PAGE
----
|de Steensplinter Geology and a cosmology of the obvious||3.1 introduction|
Geology and a cosmology of the obvious
Obvious after many years of study,
a lifetime of field geology
and subsurface exploration,
and an education as a boy to look at things
as they are.
We overlook the obvious, pass and go on,
searching strange abstractions.
The obvious is still there for all to see.
Turn back and try to see.
it was not easy.
5 As is evident from my 1965 lecture on
perception (see bibliography).
6 A.N. Whitehead, `Science and the Modern
World',Macmillan, New York, 1925 (W1)
Idem, `Process and Reality',
Macmillan, New York, 1929 (W2)
Idem, `Adventures of Ideas',
Macmillan, Londen, 1933 (W3)
Idem, `Essays in Science and Philosophy',
7 Cf W1, Chapter III.
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3. my proposal
In 1930, as a student of geology, I joined a five-months fieldwork party to the Netherlands Antilles, organized by our professor Rutten. In such circumstances I take a book with me, that can last me through those five months. I took Whitehead's `Science and the Modern World'. Not only has it lasted me through those months, but it has been in the background of my thinking ever since. 5
Nevertheless the cosmology presented here, though clearly grown from Whitehead's approach, has evolved into a personal synthesis, in which I leave him at the last.
I will first present a concise account of Whitehead's views as gleaned from his texts, numbering his books chronologically W1 to W4. 6
(the headings in italics above the quotations are mine)
"Philosophical thought has made for itself difficulties by dealing exclusively in very abstract notions, such as those of mere awareness, mere private sensation, mere emotion, mere purpose, mere appearance, mere causation. These are the ghosts of the old `faculties', banished from psychology, but still haunting metaphysics. There can be no `mere' togetherness of such abstractions. The result is that the philosophical discussion is enmeshed in the fallacy of `misplaced concreteness'." (W2, p. 27). 7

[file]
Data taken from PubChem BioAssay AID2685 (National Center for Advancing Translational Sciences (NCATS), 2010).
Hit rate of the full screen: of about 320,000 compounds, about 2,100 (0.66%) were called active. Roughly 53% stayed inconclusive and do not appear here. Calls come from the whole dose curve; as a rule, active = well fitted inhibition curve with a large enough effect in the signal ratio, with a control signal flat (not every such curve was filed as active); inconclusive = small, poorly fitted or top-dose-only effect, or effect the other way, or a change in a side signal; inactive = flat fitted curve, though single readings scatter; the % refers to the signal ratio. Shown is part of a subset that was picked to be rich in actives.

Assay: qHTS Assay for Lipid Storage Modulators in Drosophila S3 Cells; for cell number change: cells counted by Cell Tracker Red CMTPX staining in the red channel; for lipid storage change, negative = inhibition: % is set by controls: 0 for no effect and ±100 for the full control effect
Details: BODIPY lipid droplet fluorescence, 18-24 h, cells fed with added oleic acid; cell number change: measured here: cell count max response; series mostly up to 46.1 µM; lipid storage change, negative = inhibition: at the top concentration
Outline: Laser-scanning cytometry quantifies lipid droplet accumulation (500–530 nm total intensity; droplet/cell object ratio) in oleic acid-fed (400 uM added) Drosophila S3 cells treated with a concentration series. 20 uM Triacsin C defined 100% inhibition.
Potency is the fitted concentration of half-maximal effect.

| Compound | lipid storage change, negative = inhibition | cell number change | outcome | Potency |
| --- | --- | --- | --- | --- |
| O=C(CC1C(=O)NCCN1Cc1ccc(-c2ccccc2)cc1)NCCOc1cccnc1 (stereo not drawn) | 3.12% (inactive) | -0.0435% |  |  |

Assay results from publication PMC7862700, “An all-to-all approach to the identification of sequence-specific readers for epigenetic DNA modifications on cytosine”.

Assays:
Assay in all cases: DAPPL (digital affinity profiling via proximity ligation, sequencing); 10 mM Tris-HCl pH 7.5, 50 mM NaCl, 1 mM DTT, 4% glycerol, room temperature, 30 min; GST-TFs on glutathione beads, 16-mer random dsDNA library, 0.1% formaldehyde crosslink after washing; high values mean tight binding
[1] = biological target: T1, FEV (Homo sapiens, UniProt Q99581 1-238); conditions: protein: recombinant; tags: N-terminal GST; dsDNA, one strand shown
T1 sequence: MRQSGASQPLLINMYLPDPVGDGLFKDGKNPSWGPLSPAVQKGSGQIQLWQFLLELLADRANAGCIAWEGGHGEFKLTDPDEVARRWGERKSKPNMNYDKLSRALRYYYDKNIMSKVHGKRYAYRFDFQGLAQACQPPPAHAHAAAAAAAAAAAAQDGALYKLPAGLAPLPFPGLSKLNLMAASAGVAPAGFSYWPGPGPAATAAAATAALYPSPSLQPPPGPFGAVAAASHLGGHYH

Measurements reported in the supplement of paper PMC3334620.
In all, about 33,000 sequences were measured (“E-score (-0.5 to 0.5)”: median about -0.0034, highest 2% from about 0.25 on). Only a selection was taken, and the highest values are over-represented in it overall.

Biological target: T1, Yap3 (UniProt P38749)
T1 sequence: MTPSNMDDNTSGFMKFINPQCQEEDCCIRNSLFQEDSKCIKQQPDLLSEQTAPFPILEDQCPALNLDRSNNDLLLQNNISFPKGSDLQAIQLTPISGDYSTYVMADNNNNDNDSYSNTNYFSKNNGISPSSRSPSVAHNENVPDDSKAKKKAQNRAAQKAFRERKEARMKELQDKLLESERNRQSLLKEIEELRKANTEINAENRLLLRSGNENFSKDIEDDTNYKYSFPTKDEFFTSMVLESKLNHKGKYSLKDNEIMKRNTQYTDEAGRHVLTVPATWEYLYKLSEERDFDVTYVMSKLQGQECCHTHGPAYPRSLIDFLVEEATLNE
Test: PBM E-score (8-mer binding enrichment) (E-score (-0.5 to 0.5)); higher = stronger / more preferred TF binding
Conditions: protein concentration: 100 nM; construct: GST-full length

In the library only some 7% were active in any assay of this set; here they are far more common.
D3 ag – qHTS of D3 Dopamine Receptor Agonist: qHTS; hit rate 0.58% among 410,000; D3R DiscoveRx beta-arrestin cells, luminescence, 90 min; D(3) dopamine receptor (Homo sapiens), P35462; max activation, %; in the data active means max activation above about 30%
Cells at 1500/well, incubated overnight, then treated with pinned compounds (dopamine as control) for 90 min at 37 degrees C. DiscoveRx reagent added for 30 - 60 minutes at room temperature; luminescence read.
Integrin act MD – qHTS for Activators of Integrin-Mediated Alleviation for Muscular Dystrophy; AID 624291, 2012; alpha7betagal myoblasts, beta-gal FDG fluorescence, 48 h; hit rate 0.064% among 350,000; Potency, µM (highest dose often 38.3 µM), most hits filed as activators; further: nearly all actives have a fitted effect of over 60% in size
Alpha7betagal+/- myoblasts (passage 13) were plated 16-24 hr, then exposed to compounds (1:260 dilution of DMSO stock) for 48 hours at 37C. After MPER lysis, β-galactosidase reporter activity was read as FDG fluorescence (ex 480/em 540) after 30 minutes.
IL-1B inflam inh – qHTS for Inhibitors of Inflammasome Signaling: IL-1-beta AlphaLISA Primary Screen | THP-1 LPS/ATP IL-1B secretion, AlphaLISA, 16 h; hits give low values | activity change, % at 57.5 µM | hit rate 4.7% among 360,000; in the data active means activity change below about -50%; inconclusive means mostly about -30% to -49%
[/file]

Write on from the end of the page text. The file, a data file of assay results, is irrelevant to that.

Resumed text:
"Actual entities - also termed `actual occasions' - are the final real things of which the world is made up. There is no going behind actual entities." (W2, p.27).
"That how an actual entity `becomes' constitutes what that actual entity `is', so that the two descriptions of an actual entity are not independent. Its `being' is constituted by its `becoming'. This is the `principle of process'." (W2, p. 34-35).
"The actualities of the Universe are processes of experience, each process an individual fact. The whole Universe is the advancing assemblage of these processes." (W3, p. 199).
no existent future
"The future is immanent in each present occasion, with its particular relations to the present settled in various degrees of dominance. But no future individual occasion is in existence." (W3, p. 195).
"In the present, the future occasions, as individual realities with their measure of absolute completeness, are non-existent." (W3, p. 194).
doctrine of organism
"This doctrine involves the abandonment of the traditional scientific materialism, and the substitution of an alternative doctrine of organism." (W1, p.116).
no separation between living and non-living organisms
"The gap between living and dead matter is too vague and problematical to bear the weight of such an arbitrary assumption, which involves an essential dualism somewhere." (W1, p. 115).
"The concrete enduring entities are organisms, so that the plan of the whole influences the very characters of the subordinate organisms which enter into it." (W1, p. 115).
"In each concrescence there is a twofold aspect of the creative urge. In one aspect there is the origination of simple causal feelings, and in the other aspect, there is the origination of conceptual feelings. These contrasted aspects will be called the physical and the mental poles of an actual entity. " (W2, p. 366).
"We should start from the notion of actuality as in its essence a process. This process involves a physical side which is the perishing of the past as it trans-forms itself into a new creation. It also involves a mental side which is the Soul entertaining ideas." (W3, p. 274).
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